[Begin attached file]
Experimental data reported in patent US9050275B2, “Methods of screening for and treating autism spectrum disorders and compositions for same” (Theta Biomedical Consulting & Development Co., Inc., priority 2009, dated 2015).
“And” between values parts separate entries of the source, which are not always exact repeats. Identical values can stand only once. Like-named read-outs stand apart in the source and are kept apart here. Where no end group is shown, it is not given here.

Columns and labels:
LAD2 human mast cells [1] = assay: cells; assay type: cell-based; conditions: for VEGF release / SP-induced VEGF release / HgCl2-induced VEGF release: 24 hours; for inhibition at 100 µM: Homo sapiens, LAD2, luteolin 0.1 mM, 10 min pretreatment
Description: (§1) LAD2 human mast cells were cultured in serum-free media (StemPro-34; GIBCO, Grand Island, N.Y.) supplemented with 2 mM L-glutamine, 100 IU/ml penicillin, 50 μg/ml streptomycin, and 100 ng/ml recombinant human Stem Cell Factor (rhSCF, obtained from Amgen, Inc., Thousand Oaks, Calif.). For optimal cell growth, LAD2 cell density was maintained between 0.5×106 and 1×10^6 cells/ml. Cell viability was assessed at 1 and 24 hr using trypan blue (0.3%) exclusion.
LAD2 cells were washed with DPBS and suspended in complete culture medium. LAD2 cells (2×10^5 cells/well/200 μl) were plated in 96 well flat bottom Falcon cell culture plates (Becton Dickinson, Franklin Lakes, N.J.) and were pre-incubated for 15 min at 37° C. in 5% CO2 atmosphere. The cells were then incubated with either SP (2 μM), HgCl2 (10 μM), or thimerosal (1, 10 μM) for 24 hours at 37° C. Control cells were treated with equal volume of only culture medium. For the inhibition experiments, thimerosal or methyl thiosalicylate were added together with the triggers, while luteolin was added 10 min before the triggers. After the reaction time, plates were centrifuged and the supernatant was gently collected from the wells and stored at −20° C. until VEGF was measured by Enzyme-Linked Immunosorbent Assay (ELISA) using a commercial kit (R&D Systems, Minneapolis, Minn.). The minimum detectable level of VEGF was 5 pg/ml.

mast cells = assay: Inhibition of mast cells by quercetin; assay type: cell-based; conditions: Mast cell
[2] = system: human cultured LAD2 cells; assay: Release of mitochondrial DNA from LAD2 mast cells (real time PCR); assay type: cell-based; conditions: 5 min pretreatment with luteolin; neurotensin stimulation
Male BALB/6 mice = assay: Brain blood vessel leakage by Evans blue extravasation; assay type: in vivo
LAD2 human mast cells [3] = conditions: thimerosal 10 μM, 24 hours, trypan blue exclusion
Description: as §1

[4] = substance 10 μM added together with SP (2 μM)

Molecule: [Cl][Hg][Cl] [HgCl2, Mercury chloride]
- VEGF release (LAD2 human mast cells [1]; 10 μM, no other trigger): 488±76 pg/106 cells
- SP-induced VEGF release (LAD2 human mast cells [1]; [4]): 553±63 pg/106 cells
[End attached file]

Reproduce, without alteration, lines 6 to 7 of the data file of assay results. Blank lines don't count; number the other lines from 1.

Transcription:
LAD2 cells were washed with DPBS and suspended in complete culture medium. LAD2 cells (2×10^5 cells/well/200 μl) were plated in 96 well flat bottom Falcon cell culture plates (Becton Dickinson, Franklin Lakes, N.J.) and were pre-incubated for 15 min at 37° C. in 5% CO2 atmosphere. The cells were then incubated with either SP (2 μM), HgCl2 (10 μM), or thimerosal (1, 10 μM) for 24 hours at 37° C. Control cells were treated with equal volume of only culture medium. For the inhibition experiments, thimerosal or methyl thiosalicylate were added together with the triggers, while luteolin was added 10 min before the triggers. After the reaction time, plates were centrifuged and the supernatant was gently collected from the wells and stored at −20° C. until VEGF was measured by Enzyme-Linked Immunosorbent Assay (ELISA) using a commercial kit (R&D Systems, Minneapolis, Minn.). The minimum detectable level of VEGF was 5 pg/ml.

mast cells = assay: Inhibition of mast cells by quercetin; assay type: cell-based; conditions: Mast cell